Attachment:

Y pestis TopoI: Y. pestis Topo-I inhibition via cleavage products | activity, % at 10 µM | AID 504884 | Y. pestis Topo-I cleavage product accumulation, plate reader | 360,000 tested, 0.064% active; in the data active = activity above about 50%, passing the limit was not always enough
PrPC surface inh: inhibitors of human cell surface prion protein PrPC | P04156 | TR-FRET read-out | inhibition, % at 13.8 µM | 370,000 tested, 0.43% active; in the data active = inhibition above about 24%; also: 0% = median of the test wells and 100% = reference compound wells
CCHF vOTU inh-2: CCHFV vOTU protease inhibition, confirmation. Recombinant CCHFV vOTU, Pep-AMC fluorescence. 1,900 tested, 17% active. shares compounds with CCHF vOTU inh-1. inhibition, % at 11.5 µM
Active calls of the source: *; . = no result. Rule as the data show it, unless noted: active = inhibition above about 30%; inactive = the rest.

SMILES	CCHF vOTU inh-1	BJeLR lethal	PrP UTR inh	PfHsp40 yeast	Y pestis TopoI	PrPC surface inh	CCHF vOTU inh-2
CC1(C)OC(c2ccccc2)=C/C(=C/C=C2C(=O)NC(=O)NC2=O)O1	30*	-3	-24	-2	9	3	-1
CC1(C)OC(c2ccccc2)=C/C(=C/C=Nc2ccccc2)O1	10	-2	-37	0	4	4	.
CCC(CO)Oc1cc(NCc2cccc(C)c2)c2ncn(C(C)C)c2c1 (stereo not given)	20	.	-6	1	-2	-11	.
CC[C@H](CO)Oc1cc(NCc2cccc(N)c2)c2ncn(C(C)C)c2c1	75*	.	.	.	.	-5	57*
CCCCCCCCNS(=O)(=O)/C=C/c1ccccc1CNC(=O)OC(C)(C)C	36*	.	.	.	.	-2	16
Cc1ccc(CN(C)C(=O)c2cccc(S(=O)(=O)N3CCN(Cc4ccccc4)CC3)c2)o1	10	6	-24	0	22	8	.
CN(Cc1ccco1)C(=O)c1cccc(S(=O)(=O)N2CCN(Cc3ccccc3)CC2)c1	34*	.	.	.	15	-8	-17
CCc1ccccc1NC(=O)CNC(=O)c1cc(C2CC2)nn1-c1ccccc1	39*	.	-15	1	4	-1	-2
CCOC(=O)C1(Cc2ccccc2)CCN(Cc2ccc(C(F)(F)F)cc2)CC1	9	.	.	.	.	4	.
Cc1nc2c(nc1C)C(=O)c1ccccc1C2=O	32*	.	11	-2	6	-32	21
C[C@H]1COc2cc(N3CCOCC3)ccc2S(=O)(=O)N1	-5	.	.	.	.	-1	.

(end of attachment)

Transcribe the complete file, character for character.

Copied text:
Y pestis TopoI: Y. pestis Topo-I inhibition via cleavage products | activity, % at 10 µM | AID 504884 | Y. pestis Topo-I cleavage product accumulation, plate reader | 360,000 tested, 0.064% active; in the data active = activity above about 50%, passing the limit was not always enough
PrPC surface inh: inhibitors of human cell surface prion protein PrPC | P04156 | TR-FRET read-out | inhibition, % at 13.8 µM | 370,000 tested, 0.43% active; in the data active = inhibition above about 24%; also: 0% = median of the test wells and 100% = reference compound wells
CCHF vOTU inh-2: CCHFV vOTU protease inhibition, confirmation. Recombinant CCHFV vOTU, Pep-AMC fluorescence. 1,900 tested, 17% active. shares compounds with CCHF vOTU inh-1. inhibition, % at 11.5 µM
Active calls of the source: *; . = no result. Rule as the data show it, unless noted: active = inhibition above about 30%; inactive = the rest.

SMILES	CCHF vOTU inh-1	BJeLR lethal	PrP UTR inh	PfHsp40 yeast	Y pestis TopoI	PrPC surface inh	CCHF vOTU inh-2
CC1(C)OC(c2ccccc2)=C/C(=C/C=C2C(=O)NC(=O)NC2=O)O1	30*	-3	-24	-2	9	3	-1
CC1(C)OC(c2ccccc2)=C/C(=C/C=Nc2ccccc2)O1	10	-2	-37	0	4	4	.
CCC(CO)Oc1cc(NCc2cccc(C)c2)c2ncn(C(C)C)c2c1 (stereo not given)	20	.	-6	1	-2	-11	.
CC[C@H](CO)Oc1cc(NCc2cccc(N)c2)c2ncn(C(C)C)c2c1	75*	.	.	.	.	-5	57*
CCCCCCCCNS(=O)(=O)/C=C/c1ccccc1CNC(=O)OC(C)(C)C	36*	.	.	.	.	-2	16
Cc1ccc(CN(C)C(=O)c2cccc(S(=O)(=O)N3CCN(Cc4ccccc4)CC3)c2)o1	10	6	-24	0	22	8	.
CN(Cc1ccco1)C(=O)c1cccc(S(=O)(=O)N2CCN(Cc3ccccc3)CC2)c1	34*	.	.	.	15	-8	-17
CCc1ccccc1NC(=O)CNC(=O)c1cc(C2CC2)nn1-c1ccccc1	39*	.	-15	1	4	-1	-2
CCOC(=O)C1(Cc2ccccc2)CCN(Cc2ccc(C(F)(F)F)cc2)CC1	9	.	.	.	.	4	.
Cc1nc2c(nc1C)C(=O)c1ccccc1C2=O	32*	.	11	-2	6	-32	21
C[C@H]1COc2cc(N3CCOCC3)ccc2S(=O)(=O)N1	-5	.	.	.	.	-1	.